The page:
President Barack Obama on Thursday likened opposition to his order to close the Guantánamo prison to the debate over whether to offer sanctuary to Syrian refugees, saying it makes for “good sound political bites” but not sound policy.
“Suggesting that we should only allow Christians in, or suggesting that we should bar every Syrian applicant even if they are underage — in the same way that that alienates Muslim Americans who are our fellow citizens, our friends and our neighbors and our coworkers, as well as the entire world of 1.6 billion Muslims, Guantánamo has been an enormous recruitment tool for organizations like ISIL,” he said, referring to the Islamic State movement, also known as ISIS.
“It’s part of how they rationalize and justify their demented, sick perpetration of violence on innocent people,” he added.
The White House has no timetable for release of a Defense Department document describing how closure might work. But it involves moving dozens of captives to U.S. military-run detention sites in the United States. The latest draft, according to several people who have read it, makes no recommendation for a relocation site and does not discuss whether Obama has executive authority to unilaterally ignore Congressional restrictions and move captives to U.S. military detention.
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Critics of Obama’s commitment to closing the detention center, however, argue that moving the last captives to the United States — effectively setting up “Guantánamo North”— wouldn’t deprive radical Muslim movements of a meaningful recruiting tool.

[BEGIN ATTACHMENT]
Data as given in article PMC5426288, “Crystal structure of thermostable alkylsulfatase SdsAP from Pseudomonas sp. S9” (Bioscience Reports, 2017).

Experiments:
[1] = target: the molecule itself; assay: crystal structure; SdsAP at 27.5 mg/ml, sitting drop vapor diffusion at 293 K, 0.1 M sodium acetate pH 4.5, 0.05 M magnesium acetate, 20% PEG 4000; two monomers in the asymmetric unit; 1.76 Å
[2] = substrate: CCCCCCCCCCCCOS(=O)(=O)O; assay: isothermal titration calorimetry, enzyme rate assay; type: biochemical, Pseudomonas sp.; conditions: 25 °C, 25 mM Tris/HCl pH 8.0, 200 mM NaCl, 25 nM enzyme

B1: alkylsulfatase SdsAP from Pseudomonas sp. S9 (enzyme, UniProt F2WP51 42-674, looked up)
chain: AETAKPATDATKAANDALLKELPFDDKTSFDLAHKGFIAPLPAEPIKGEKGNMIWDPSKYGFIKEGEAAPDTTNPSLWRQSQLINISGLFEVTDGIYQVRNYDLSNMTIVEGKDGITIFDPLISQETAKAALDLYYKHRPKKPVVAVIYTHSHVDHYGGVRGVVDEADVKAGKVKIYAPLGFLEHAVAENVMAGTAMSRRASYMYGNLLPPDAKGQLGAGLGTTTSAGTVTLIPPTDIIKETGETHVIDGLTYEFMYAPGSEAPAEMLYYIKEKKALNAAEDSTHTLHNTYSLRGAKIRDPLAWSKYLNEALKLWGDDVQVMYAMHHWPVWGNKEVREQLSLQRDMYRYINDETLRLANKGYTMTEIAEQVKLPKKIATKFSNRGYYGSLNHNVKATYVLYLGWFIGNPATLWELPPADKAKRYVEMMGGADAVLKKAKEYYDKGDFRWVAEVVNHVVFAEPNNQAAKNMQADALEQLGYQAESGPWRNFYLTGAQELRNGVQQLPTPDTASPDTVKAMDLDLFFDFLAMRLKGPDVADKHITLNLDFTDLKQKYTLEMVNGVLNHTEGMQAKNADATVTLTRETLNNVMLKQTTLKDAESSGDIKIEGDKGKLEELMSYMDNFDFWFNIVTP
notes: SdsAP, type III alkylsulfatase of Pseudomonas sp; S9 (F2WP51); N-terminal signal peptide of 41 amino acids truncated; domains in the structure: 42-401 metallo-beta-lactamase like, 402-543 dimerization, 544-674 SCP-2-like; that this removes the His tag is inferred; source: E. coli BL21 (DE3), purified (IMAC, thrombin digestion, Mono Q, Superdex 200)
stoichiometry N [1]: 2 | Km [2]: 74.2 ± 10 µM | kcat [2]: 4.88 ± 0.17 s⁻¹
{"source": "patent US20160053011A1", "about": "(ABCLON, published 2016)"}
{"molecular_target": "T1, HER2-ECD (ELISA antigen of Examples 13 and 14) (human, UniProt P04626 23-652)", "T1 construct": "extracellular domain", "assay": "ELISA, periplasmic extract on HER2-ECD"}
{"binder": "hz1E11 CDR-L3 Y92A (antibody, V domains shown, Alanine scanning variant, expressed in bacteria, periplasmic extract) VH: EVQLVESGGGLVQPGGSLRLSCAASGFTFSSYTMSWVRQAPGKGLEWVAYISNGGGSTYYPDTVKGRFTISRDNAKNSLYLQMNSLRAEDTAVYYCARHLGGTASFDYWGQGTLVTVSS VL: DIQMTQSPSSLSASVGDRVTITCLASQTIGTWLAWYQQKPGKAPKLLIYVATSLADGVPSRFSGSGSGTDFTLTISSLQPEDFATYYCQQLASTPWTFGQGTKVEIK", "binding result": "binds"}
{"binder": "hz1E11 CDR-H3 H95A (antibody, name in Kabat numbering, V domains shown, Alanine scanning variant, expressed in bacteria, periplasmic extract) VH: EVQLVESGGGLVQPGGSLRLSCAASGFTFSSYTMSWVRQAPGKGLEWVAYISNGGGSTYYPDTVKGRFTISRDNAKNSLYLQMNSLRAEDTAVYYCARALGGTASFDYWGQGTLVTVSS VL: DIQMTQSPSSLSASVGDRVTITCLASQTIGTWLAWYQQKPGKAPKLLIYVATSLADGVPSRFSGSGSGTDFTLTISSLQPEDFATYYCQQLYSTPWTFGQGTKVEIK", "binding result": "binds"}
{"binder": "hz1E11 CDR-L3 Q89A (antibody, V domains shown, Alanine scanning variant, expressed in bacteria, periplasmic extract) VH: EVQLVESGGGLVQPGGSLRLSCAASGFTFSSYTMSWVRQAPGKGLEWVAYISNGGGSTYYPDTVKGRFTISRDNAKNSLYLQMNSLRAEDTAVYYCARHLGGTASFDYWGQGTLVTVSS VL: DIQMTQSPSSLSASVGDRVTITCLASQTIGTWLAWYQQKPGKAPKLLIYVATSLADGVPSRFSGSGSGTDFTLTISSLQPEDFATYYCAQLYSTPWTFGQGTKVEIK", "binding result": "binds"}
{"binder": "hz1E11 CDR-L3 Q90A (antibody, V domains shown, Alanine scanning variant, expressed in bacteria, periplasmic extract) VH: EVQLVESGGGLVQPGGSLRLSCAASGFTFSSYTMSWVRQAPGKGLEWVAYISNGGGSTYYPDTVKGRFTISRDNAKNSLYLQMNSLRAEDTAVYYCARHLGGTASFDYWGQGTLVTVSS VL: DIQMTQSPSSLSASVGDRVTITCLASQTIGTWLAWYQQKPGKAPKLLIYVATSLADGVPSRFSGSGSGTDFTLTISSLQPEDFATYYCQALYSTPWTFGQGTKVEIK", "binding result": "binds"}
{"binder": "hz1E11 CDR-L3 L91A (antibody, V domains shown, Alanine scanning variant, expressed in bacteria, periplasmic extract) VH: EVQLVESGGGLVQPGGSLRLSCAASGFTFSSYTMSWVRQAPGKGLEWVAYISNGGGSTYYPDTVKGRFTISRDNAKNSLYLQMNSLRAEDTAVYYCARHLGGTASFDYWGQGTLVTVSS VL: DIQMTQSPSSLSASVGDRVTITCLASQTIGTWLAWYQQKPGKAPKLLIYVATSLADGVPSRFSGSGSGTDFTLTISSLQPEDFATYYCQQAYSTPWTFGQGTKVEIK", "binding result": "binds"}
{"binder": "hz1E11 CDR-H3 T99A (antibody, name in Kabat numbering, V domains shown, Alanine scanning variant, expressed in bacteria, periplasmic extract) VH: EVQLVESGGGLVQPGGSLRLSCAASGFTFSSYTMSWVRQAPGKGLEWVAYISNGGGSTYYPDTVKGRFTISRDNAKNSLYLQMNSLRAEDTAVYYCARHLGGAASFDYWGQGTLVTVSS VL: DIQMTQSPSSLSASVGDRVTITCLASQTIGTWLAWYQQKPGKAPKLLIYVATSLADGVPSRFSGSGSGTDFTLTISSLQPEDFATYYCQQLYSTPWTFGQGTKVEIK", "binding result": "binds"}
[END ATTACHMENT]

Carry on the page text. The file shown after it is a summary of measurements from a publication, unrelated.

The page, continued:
Wednesday, House Speaker Paul Ryan urged Obama to drop his closure plan. “The administration’s time would be better spent on a plan to defeat ISIS than on one to move terrorist detainees to our homeland,” Ryan said in a statement.
The administration’s time would be better spent on a plan to defeat ISIS than on one to move terrorist detainees to our homeland.
House Speaker Paul Ryan
The Pentagon currently holds 107 captives at the U.S. Navy base in Cuba, 48 of them approved for release to other countries — if the State Department can make security arrangements that satisfy Secretary of Defense Ash Carter.
“We are going to go through meticulously, with Congress, what our options are and why we think this should be closed,” Obama said at a press conference in Manila while attending an Asia-Pacific Economic Cooperation summit. Some APEC nations have had citizens detained at Guantánamo, although none have resettled those who can’t return to home countries, particularly Yemen.
At the House Armed Services Committee, GOP chairman Mac Thornberry of Texas said in a statement Wednesday night any Obama administration plan “will have to lay out the location and costs of new facilities, how he would keep Americans safe, and what he would do with new terrorist captures.” Meantime, he said, the president should “resist the urge to score points” on something as serious as closing Guantánamo prison.
“I guarantee you there will be strong resistance,” Obama said in Manila, “because in the aftermath of Paris, I think that there is just a very strong tendency for us to get worked up around issues that don’t actually make us safer but make for good political sound bites.
“And whether it’s refugees or Guantánamo, those are handy answers, particularly for folks who aren’t interested in engaging in a more serious debate about how do we invest in the long, hard slog of dealing with terrorism, doing the tough law enforcement work, gathering intelligence meticulously, and building the kind of diplomatic and military solutions that we need in the Middle East.”
Obama reminded that the Bush administration released the majority of the 780 or so captives who were at one time held at the controversial detention center in southeast Cuba. “We have reduced that population further, and I expect that by early next year we may even have fewer than 100 people at Guantánamo. We are spending millions of dollars per detainee, and it’s not necessary for us to keep our people safe.”